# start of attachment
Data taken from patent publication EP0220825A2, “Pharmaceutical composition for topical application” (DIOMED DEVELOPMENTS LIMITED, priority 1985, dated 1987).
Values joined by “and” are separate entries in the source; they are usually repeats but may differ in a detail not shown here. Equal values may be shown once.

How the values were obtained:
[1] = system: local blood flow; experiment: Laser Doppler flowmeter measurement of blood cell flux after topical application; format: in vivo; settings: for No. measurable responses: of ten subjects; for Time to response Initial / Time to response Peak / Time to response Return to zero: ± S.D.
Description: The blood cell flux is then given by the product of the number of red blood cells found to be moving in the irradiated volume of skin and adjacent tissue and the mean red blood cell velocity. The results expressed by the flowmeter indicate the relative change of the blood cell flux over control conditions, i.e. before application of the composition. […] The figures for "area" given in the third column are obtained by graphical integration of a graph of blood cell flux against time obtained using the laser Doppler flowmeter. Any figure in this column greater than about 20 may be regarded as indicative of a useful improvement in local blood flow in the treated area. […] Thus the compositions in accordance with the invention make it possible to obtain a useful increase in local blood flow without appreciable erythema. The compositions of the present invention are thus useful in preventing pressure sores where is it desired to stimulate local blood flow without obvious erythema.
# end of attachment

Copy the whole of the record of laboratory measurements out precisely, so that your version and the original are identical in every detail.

Data taken from patent publication EP0220825A2, “Pharmaceutical composition for topical application” (DIOMED DEVELOPMENTS LIMITED, priority 1985, dated 1987).
Values joined by “and” are separate entries in the source; they are usually repeats but may differ in a detail not shown here. Equal values may be shown once.

How the values were obtained:
[1] = system: local blood flow; experiment: Laser Doppler flowmeter measurement of blood cell flux after topical application; format: in vivo; settings: for No. measurable responses: of ten subjects; for Time to response Initial / Time to response Peak / Time to response Return to zero: ± S.D.
Description: The blood cell flux is then given by the product of the number of red blood cells found to be moving in the irradiated volume of skin and adjacent tissue and the mean red blood cell velocity. The results expressed by the flowmeter indicate the relative change of the blood cell flux over control conditions, i.e. before application of the composition. […] The figures for "area" given in the third column are obtained by graphical integration of a graph of blood cell flux against time obtained using the laser Doppler flowmeter. Any figure in this column greater than about 20 may be regarded as indicative of a useful improvement in local blood flow in the treated area. […] Thus the compositions in accordance with the invention make it possible to obtain a useful increase in local blood flow without appreciable erythema. The compositions of the present invention are thus useful in preventing pressure sores where is it desired to stimulate local blood flow without obvious erythema.